What farming activity is generating the rent? The pds says: "It is intended that this property will be used to derive income from mixed agriculture use including the farming of sheep and the growing of trees producing nuts." I'm doubtful about the latter. Is it happening? 

Most residential property listed on the site has fallen in value since the initial investment was made. Are initial valuations over-valuing the properties?

I think if this platform is going to be successful it needs to have much more transparent information.

Monday, May 03, 2021

April 2021 Report

This month we completed the initial investments in our self-managed superannuation fund (SMSF). I stopped systematic trading for the moment. We also reached a big round net worth number in  Australian Dollar terms. But once I raised the value of our house to reflect a recent sale in our neighborhood, I realised we would have actually reached that number in February.

The Australian Dollar rose from USD 0.7612 to USD 0.7725. It was another month of increases in world stock markets. The MSCI World Index rose 4.41%, the S&P 500 by 5.34%, and the ASX 200 rose 3.48%. All these are total returns including dividends. We gained 2.54% in Australian Dollar terms or 4.06% in US Dollar terms. The target portfolio is expected to have gained 1.76% in Australian Dollar terms and the HFRI hedge fund index is expected to gain 2.07% in US Dollar terms. So, we outperformed these benchmarks and did OK vs. the MSCI. Here is a report on the performance of investments by asset class (currency neutral terms):

Hedge funds added the most to performance and only Australian small cap had a negative return. Things that worked well this month:

  • Tribeca Global Resources was the largest contributor in dollar terms contributing AUD 21k. Gold bounced back, contributing AUD 15k. Unisuper, Cadence Capital, and Pershing Square Holdings all also contributed more than AUD 10k. Other notable strong performers were URF.AX (NY/NJ residential real estate), 3i (UK private equity), and soybeans.
What really didn't work:
  • The worst performers were Hearts and Minds (HM1.AX) and Domacom (DCL.AX).

The investment performance statistics for the last five years are: 

The first two rows are our unadjusted performance numbers in US and Australian Dollar terms. The following four lines compare performance against each of the three indices. We show the desired asymmetric capture and positive alpha against the ASX200 index. Against the MSCI World Index we could be doing better and we are doing a little worse than the median hedge fund levered 1.6 times.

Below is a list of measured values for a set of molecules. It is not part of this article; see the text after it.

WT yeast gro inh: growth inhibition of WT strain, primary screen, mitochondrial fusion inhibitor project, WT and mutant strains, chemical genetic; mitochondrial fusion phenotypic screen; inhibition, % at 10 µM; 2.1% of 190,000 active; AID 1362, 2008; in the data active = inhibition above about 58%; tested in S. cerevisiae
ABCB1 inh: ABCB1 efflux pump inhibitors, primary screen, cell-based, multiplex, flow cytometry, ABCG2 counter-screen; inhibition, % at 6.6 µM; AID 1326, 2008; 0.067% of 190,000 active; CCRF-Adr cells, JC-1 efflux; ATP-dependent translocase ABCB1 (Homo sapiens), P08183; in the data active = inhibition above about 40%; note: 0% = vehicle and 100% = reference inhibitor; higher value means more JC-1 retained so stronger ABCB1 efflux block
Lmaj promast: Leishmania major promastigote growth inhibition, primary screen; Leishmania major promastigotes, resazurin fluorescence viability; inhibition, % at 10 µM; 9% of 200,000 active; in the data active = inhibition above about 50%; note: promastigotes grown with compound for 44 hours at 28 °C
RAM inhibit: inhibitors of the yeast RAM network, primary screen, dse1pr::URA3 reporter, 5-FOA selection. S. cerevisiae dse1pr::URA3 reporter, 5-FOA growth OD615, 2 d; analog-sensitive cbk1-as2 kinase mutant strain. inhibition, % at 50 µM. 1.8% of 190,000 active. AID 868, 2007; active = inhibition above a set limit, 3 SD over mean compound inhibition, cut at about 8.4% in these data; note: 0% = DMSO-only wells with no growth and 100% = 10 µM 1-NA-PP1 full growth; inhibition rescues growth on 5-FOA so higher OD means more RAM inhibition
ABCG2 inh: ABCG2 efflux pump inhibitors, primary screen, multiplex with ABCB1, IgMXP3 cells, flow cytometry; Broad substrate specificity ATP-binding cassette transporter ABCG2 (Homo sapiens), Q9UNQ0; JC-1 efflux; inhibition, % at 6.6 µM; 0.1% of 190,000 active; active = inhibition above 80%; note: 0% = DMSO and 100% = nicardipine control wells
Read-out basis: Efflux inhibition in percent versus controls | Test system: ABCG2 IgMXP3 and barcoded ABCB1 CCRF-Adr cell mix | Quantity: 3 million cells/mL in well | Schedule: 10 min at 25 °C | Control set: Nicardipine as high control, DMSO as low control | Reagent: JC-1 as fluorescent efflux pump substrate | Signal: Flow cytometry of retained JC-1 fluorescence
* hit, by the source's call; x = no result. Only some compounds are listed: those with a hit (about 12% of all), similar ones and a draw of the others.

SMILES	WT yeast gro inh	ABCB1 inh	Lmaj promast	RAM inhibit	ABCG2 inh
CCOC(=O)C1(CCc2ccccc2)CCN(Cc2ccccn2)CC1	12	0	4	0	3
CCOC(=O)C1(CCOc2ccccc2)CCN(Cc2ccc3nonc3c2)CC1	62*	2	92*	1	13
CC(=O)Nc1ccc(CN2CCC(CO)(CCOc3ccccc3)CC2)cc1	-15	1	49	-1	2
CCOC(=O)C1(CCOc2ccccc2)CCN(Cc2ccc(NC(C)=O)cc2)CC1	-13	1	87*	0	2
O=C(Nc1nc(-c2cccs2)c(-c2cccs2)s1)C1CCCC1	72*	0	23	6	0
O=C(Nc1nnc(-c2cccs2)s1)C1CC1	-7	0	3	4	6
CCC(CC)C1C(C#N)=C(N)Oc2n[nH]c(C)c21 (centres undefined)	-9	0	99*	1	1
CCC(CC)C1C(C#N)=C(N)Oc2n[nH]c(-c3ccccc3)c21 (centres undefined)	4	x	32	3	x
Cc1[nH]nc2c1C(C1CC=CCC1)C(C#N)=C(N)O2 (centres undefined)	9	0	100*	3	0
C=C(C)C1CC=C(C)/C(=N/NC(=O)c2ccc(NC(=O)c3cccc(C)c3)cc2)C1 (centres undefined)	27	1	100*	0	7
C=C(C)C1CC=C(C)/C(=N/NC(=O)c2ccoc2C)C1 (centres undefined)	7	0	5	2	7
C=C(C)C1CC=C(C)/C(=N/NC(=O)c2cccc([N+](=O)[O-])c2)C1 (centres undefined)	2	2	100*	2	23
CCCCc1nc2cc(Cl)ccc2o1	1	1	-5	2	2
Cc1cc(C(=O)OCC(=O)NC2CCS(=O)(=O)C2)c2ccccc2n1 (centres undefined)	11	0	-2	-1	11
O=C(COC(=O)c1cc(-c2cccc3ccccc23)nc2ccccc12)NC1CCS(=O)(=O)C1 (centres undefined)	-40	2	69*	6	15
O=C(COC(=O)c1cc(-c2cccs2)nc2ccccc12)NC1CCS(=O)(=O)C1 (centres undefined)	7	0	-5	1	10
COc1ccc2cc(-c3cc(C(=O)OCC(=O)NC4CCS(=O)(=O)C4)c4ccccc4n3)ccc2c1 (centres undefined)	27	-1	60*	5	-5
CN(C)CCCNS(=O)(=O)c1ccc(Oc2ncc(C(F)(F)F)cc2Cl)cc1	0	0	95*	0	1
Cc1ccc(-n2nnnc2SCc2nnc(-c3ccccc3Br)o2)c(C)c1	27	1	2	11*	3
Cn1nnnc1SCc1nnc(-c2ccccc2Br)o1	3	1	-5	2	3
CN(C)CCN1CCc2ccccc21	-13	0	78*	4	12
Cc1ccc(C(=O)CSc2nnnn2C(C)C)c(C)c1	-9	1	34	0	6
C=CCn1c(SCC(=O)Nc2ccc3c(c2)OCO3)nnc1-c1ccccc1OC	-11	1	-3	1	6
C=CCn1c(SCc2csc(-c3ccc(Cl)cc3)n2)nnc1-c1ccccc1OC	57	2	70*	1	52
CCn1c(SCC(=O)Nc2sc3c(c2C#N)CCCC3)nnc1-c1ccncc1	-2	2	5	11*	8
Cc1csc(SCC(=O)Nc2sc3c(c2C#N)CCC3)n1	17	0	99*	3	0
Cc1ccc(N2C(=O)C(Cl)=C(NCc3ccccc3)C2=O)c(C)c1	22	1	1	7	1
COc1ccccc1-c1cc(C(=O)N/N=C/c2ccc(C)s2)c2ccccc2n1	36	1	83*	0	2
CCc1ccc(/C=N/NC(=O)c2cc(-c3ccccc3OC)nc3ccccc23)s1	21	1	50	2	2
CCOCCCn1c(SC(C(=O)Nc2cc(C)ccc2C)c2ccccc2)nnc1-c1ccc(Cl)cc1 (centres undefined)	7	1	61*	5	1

We moved decisively towards our desired long-run asset allocation again as I implemented our SMSF investments. In October 2018, when we received the inheritance we were 48 percentage points away from our target allocation at the time. Now we are less than 6 percentage points away. We compute this by calculating the Euclidean distance between the target and actual allocation vectors. This is the square root of the sum of squared differences between the actual and target allocations for each asset.  Real assets is the asset class that is now furthest from its target allocation (4.6% of total assets too little):

On a regular basis, we invest AUD 2k monthly in a set of managed funds, and there are also retirement contributions. This was a very busy month. I'm only recording net changes here:
  • Australian large cap: I invested in Argo Investments again.
  • Hearts and Minds (HM1.AX): I bought back 20k shares I had sold a while ago at higher prices. This is a long only global equities fund.
  • Hedge funds: I increased our holding of Regal Funds (RF1.AX). This wasn't intentional, but I didn't get the price I wanted in exiting part of our holding in a regular brokerage account while also establishing a position in the SMSF.
  • Private equity: I increased our holding of the Pengana private equity fund (PE1.AX).
  • Bonds: Our Medallion Financial baby bond matured and we bought shares in Scorpio Tankers,  Star Bulk Carriers, and Ready Capital baby bonds, increasing our net holdings of US corporate bonds by USD 50k. We also bought shares in the Australian MCP Income Opportunities Trust (MOT.AX).
  • Art: I invested in another painting at Masterworks.
  • Real estate: I invested in the Domacom and Australian Unity Diversified Funds. I also doubled our holding of URF.AX (NY/NJ residential property).
  • Futures: I successfully closed a calendar spread trade in soybeans and stopped systematic trading of ASX futures.